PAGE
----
1. Check the sprayer arm. When I opened the dishwasher door during a wash cycle, I learned that some of my utensils are too tall, and they blocked the sprayer arm from rotating. Problem solved! Also look at the holes on the sprayer arm to make sure they are not clogged. Use a toothpick if you need to dislodge anything.
2. Check the drain. Look inside the bottom of the dishwasher and remove any food or objects from the filter. Run the garbage disposal to clear it out before turning on the dishwasher since they share the same drain.
3. Don’t overuse detergent. It’s a mistake to assume you should always fill up the detergent cup. Check the manual and your detergent. On mine, filling it to the first line (about a third) is enough. Too much detergent can leave residue and etch your glasses.
4. Check your water temperature. If it takes a long time for the hot water to reach your kitchen sink, that means the dishwasher isn’t getting enough hot water at the beginning either, and that makes it harder to wash away the food particles and grease. If you need to, turn on the dishwasher after you’ve used hot water at the kitchen sink.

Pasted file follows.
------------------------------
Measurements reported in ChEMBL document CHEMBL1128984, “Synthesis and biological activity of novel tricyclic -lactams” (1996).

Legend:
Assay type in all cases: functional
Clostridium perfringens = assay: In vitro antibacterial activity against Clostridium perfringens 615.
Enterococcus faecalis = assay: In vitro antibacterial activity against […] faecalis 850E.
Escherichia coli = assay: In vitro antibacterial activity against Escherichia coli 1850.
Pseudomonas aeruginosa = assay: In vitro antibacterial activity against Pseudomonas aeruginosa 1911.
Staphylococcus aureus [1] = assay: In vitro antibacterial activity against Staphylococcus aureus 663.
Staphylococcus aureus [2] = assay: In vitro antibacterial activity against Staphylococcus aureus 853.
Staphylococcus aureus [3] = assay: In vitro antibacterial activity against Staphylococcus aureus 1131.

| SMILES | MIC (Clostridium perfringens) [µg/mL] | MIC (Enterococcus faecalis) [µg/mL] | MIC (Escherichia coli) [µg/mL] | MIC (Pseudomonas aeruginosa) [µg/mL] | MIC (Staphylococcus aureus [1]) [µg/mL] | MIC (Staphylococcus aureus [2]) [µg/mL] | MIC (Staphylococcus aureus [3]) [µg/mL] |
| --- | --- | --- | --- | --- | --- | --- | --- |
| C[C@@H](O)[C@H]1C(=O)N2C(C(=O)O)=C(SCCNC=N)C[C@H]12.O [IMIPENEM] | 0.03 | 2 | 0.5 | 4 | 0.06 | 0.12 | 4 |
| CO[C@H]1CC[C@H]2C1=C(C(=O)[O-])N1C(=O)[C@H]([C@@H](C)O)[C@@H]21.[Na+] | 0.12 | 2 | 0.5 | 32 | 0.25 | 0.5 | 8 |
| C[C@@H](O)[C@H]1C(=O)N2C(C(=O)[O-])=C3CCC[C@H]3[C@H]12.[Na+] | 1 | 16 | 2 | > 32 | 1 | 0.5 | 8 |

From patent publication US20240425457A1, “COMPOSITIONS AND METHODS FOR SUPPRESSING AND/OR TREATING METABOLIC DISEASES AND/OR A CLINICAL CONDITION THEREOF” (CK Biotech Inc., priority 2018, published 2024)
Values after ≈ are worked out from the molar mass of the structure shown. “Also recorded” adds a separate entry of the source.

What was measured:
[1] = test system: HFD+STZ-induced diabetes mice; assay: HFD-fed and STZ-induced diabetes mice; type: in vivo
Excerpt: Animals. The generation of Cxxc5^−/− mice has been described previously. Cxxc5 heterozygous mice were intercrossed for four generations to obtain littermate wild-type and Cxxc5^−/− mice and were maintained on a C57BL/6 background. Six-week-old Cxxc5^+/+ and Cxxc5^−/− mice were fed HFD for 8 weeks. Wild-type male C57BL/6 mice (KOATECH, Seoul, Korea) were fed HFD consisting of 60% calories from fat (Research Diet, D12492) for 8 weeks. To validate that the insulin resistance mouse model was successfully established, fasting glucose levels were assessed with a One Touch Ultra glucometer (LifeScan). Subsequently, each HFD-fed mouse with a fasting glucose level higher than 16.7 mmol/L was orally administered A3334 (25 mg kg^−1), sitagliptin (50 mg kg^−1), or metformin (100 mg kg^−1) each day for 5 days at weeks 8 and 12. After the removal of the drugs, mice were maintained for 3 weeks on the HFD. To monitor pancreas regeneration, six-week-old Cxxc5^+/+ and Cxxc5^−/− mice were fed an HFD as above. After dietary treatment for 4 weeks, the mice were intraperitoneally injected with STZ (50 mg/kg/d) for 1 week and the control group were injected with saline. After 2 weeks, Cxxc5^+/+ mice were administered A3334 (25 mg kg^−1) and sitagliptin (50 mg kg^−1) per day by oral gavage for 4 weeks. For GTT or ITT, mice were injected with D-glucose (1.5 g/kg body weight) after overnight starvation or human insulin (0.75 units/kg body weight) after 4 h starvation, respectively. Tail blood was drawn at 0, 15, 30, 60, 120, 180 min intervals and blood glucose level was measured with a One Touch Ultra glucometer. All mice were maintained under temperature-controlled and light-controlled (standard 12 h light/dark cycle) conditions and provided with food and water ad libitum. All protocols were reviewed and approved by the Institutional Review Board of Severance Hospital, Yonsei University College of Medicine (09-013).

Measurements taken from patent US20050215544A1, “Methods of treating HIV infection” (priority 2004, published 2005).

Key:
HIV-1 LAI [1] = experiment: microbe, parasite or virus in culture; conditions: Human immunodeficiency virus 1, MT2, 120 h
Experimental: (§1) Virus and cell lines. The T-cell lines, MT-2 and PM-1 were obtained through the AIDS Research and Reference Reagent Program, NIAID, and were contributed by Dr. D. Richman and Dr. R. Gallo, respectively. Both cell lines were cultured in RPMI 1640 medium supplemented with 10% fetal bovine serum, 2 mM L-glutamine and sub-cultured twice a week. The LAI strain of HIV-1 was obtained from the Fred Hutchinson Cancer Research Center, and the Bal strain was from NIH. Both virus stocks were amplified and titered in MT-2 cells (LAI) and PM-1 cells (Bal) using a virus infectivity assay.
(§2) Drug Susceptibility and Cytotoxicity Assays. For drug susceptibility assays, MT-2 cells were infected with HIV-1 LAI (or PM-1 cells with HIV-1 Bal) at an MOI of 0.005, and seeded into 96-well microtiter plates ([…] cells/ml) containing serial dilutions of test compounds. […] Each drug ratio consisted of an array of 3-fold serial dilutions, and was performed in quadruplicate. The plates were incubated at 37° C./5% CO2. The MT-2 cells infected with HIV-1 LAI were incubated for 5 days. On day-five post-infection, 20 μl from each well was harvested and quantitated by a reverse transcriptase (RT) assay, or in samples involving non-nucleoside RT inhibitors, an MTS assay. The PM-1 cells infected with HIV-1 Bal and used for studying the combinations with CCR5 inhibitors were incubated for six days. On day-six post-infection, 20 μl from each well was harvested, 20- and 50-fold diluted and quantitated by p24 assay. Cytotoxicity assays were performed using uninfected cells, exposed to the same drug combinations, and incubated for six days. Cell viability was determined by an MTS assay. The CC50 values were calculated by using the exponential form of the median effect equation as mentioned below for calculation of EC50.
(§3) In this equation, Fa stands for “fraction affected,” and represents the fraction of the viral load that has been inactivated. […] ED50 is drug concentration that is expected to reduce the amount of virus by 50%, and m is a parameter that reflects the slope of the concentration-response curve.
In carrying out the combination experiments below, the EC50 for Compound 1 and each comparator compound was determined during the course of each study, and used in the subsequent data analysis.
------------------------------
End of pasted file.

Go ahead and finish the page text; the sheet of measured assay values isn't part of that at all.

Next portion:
5. Clean the inside of your dishwasher. Grease, detergent residue, and calcium deposits build up inside your dishwasher. You can use vinegar to wash them away. On a regular basis (every few months or so), run a wash cycle while your dishwasher is empty. Don’t use detergent, but turn on the dishwasher and let it run for a few minutes until water starts to fill up the bottom. Then add one or two cups of white vinegar to the water and let it finish the cycle.
Sometimes using a dishwasher is an experiment in finding the right combination for hard or soft water, the detergent, and a rinse aid.